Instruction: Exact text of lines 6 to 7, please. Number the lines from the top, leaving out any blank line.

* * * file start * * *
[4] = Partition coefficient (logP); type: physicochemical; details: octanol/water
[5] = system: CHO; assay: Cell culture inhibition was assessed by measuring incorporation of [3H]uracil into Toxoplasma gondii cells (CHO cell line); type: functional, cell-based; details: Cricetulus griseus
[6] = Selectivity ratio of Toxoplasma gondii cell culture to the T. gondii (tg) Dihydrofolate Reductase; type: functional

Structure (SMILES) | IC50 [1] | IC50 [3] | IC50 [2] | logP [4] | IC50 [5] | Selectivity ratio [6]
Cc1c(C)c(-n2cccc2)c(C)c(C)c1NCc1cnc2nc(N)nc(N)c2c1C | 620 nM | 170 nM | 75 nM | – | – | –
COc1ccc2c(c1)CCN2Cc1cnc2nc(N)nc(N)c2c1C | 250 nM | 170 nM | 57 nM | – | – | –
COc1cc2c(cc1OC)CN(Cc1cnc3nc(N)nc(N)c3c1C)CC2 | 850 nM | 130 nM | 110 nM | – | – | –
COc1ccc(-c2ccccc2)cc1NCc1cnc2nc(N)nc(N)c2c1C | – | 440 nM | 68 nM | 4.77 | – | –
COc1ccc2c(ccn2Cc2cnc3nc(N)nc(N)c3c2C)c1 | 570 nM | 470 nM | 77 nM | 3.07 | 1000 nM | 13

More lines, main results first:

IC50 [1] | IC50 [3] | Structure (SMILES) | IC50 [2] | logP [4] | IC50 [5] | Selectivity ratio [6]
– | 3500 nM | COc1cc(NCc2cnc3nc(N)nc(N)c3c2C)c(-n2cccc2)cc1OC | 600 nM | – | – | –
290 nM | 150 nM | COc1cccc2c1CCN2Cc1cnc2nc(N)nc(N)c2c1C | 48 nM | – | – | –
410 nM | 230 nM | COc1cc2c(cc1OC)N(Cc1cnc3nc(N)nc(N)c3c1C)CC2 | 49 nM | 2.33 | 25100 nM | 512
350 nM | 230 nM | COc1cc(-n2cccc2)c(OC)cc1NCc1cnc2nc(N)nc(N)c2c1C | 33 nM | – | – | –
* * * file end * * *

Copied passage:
COc1ccc2c(c1)CCN2Cc1cnc2nc(N)nc(N)c2c1C | 250 nM | 170 nM | 57 nM | – | – | –
COc1cc2c(cc1OC)CN(Cc1cnc3nc(N)nc(N)c3c1C)CC2 | 850 nM | 130 nM | 110 nM | – | – | –